Jennifer Hind, 24, the young mother who hit and killed Bornen said she did not know there was a person on laying face down road. She thought it was ``a black mass." She said she not realise it was a police officer who was waving at her to stop moments before she hit Mr Bornen.
Sunday, July 11, 2010
Third Qld cop suspended in just eight days
Queensland police have stood down a third officer from duty in eight days. A senior constable working at a police station in Brisbane's south was today stood down from duty pending an ethical standards investigation.
"The 34-year-old man will work in a non-operational role until the investigation into allegations relating to the tendering of court documents is finalised," police said in a statement on Saturday.
In early July, police suspended a 56-year-old plain-clothes senior constable accused of misappropriation. He was taken off duty after an investigation by police and the Crime and Misconduct Commission, following allegations he misappropriated property that came into his possession in connection with his duties.
On the same day police also suspended a first-year Queensland constable from the Metropolitan South Region in the wake of a NSW police investigation. The 32-year-old man allegedly attempted to influence a domestic violence court matter in NSW. His alleged actions were not connected with his official duties. He will work in a non-operational role while investigations continue.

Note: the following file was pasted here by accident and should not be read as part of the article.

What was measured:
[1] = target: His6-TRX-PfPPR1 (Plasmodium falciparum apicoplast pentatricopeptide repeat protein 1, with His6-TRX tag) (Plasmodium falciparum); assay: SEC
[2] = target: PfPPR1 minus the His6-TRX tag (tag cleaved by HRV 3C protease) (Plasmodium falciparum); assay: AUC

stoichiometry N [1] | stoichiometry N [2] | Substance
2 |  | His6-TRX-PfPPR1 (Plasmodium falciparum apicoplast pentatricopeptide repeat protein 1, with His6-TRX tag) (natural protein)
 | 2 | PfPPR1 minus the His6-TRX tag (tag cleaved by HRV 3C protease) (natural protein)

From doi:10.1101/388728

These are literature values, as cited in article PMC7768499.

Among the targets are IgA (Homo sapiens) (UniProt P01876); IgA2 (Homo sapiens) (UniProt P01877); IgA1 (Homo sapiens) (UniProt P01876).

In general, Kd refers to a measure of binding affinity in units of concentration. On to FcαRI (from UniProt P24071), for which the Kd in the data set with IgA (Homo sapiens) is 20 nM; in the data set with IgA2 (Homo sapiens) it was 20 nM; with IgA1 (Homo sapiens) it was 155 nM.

Police say investigations for each of the three officers are ongoing.
Monday, July 5, 2010
Top cop in coverup of police killing
QUEENSLAND Police Commissioner Bob Atkinson tried to block the release of a report into the death of Palm Islander Mulrunji Doomadgee. Mr Atkinson tried to stymie the Crime and Misconduct Commission's report into the investigations of the 2004 death of Mr Doomadgee, warning that it would stifle co-operation and harm the relationship between the crime bodies.
In correspondence obtained by The Australian, Mr Atkinson also pushed to shelve the CMC's report for ever, suggesting the then 200-page draft be kept even from officers accused of bias and "protecting their own".
Instead, Mr Atkinson supported a now-discredited internal review by two senior officers, who recommended "managerial guidance, correction and chastisement" for the four police who conducted the initial investigation. The internal review was ordered after Deputy State Coroner Christine Clements slammed the death-in-custody probe as lacking "transparency, objectivity and independence".
Release of the correspondence, in files submitted as part of an application for an injunction by two of the officers named by the CMC, will put Mr Atkinson's reappointment under even more pressure. Mr Atkinson has until tomorrow to act on the CMC's recommendations to file disciplinary proceedings for misconduct against the four original investigators and give consideration to launching disciplinary proceedings against the two officers who reviewed their work.
In its report, released last month, the CMC was highly critical of Mr Atkinson and said he needed to take responsibility for a "corrosive culture" that led to the "seriously flawed" Doomadgee investigation, as well as several other high-profile misconduct cases.